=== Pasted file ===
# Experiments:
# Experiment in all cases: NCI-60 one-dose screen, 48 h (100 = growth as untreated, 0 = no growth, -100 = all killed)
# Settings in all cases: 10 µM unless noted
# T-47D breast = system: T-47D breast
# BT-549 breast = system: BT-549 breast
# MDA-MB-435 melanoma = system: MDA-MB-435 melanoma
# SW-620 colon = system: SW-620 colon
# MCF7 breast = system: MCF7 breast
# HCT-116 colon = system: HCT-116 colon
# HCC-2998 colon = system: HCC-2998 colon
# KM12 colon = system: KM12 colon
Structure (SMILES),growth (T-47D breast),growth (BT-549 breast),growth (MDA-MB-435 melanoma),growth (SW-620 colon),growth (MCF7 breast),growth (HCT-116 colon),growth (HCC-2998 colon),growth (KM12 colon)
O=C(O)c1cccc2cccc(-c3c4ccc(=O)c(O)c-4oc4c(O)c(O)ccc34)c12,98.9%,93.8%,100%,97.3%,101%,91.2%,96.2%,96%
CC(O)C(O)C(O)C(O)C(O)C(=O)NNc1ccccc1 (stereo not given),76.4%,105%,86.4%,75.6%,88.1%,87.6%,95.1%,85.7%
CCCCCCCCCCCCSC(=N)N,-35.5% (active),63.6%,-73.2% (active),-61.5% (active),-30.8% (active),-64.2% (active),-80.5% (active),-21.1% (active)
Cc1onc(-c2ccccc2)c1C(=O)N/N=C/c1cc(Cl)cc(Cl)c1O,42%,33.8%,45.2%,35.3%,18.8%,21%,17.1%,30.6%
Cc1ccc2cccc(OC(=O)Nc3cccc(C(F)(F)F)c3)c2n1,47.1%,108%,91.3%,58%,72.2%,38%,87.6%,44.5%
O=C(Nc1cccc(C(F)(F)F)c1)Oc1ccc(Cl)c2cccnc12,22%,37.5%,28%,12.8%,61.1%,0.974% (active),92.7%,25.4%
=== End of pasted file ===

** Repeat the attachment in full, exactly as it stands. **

# Experiments:
# Experiment in all cases: NCI-60 one-dose screen, 48 h (100 = growth as untreated, 0 = no growth, -100 = all killed)
# Settings in all cases: 10 µM unless noted
# T-47D breast = system: T-47D breast
# BT-549 breast = system: BT-549 breast
# MDA-MB-435 melanoma = system: MDA-MB-435 melanoma
# SW-620 colon = system: SW-620 colon
# MCF7 breast = system: MCF7 breast
# HCT-116 colon = system: HCT-116 colon
# HCC-2998 colon = system: HCC-2998 colon
# KM12 colon = system: KM12 colon
Structure (SMILES),growth (T-47D breast),growth (BT-549 breast),growth (MDA-MB-435 melanoma),growth (SW-620 colon),growth (MCF7 breast),growth (HCT-116 colon),growth (HCC-2998 colon),growth (KM12 colon)
O=C(O)c1cccc2cccc(-c3c4ccc(=O)c(O)c-4oc4c(O)c(O)ccc34)c12,98.9%,93.8%,100%,97.3%,101%,91.2%,96.2%,96%
CC(O)C(O)C(O)C(O)C(O)C(=O)NNc1ccccc1 (stereo not given),76.4%,105%,86.4%,75.6%,88.1%,87.6%,95.1%,85.7%
CCCCCCCCCCCCSC(=N)N,-35.5% (active),63.6%,-73.2% (active),-61.5% (active),-30.8% (active),-64.2% (active),-80.5% (active),-21.1% (active)
Cc1onc(-c2ccccc2)c1C(=O)N/N=C/c1cc(Cl)cc(Cl)c1O,42%,33.8%,45.2%,35.3%,18.8%,21%,17.1%,30.6%
Cc1ccc2cccc(OC(=O)Nc3cccc(C(F)(F)F)c3)c2n1,47.1%,108%,91.3%,58%,72.2%,38%,87.6%,44.5%
O=C(Nc1cccc(C(F)(F)F)c1)Oc1ccc(Cl)c2cccnc12,22%,37.5%,28%,12.8%,61.1%,0.974% (active),92.7%,25.4%